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Posted 10/22/14



(Snipped)

Going back to my funding cap idea earlier... perhaps we should have a total funding cap and individual entity or industry funding cap of say no more than 10% of the total cap.


The election process in America is a hot mess, it's gonna take a miracle to set it right. I'm all for campaign finance reform, but it's gonna take a constitutional amendment to make that happen. I think we're all better off playing the lottery than counting on that to happen.
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34 / M / Midwestern United...
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Posted 10/22/14

GreatLordBalzak wrote:


KamisamanoOtaku wrote:

I am a bit perplexed by the idea that you have to vote your party. Are there people that insist upon such things? Absolutely; we call them fools.

I vote for the best candidate. I don't know which is a bigger problem for the United States of America: the apathetic who don't vote, the uninformed voters who vote based on emotion and sound-bytes or the blindly party loyal that tend to keep the worst examples of either party in power. I just know that all three are terrible things.


I think the least threatening of that group would be the one's who abstain... they are usually uninformed and will not burden us with their more random voting or one-sided party voting.

The people who are easily susceptible to advertising and deception are the reason that the candidates with the most spending usually win. Take away the competitive edge that corporate funding gives and the corruption will go into remission. Equally to blame are the blindly party loyal who also tend to be uninformed.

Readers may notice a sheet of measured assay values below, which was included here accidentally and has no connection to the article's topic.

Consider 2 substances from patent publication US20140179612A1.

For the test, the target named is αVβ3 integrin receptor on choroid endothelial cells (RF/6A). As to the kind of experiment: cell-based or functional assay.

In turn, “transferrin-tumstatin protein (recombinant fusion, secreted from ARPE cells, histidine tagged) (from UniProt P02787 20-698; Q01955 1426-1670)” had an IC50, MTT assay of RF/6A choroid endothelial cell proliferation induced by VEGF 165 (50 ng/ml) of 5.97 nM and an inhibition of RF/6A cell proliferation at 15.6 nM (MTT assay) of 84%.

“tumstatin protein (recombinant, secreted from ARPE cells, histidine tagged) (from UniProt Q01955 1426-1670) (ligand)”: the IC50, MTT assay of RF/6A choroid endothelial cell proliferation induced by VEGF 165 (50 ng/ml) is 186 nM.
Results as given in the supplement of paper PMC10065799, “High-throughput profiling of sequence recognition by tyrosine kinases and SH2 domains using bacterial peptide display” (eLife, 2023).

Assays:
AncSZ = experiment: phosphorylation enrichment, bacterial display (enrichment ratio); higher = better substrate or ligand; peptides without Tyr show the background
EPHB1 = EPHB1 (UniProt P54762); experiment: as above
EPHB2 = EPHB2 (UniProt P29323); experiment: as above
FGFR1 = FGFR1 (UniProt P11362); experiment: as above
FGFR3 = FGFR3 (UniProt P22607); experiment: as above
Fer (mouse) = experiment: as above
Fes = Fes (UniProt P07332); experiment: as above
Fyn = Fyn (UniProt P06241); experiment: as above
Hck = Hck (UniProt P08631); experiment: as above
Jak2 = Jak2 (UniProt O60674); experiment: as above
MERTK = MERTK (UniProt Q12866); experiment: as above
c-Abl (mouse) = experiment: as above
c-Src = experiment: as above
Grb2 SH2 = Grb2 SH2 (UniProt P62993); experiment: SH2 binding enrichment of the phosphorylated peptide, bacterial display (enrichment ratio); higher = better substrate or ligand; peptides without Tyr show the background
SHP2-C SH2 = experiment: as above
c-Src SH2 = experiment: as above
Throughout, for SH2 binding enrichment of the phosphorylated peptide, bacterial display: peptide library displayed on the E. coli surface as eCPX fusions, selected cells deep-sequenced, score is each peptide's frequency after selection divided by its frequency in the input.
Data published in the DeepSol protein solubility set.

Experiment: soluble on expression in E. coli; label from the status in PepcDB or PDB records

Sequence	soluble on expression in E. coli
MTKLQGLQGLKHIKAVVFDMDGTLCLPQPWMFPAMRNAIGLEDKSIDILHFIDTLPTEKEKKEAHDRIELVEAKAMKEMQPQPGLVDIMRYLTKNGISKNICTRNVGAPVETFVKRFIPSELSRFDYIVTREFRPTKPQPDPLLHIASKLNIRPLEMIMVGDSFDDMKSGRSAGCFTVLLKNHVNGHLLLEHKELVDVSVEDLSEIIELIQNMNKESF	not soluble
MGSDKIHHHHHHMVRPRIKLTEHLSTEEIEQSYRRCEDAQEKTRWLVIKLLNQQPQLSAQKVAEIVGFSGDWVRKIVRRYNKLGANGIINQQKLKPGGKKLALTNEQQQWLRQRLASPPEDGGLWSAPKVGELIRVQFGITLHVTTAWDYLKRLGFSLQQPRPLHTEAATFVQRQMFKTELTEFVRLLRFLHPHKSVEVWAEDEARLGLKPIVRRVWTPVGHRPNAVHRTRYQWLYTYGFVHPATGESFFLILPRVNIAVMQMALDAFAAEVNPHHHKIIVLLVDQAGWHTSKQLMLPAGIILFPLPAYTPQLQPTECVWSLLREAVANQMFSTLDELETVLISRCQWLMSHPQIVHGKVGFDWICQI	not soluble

Indeed the true problem of our country is ignorance.


The catch is why are we restricting the freedom of others simply because some people aren't using due diligence?

The reason so much money is involved is because with an apathetic, uninformed public unsubstantiated claims are a gold mine... of votes. I don't like passing laws to forbid someone from using their property how they see fit to support a candidate, with the usual provisions (not violating the rights of others). Especially given that so far, attempts have backfired anyway; when you try to control these things, those with the money just find workarounds. Indeed the previous bit of campaign finance reform was supported by some of the big donor types... because they had loopholes in place and the funds to exploit it. Their less wealthy rivals as well as the common man? Not so much.

If people started taking this seriously, even half seriously, the ads might still be there but they'd largely be a waste of funds. I realize that the sheer volume of ads can take a toll, but not enough to make me want to meddle with something that sets such a precedent and can easily be turned around on me. To give you an idea though, in the 2012 election, the margin Mitt Romney lost by would easily have been offset he hadn't convince most of the Republican Party base - like me - not to vote for him. Romney won a lot of Independents, but actual Republicans either stayed home or voted for someone else. The money both candidates spent to get votes... didn't actually get all that much.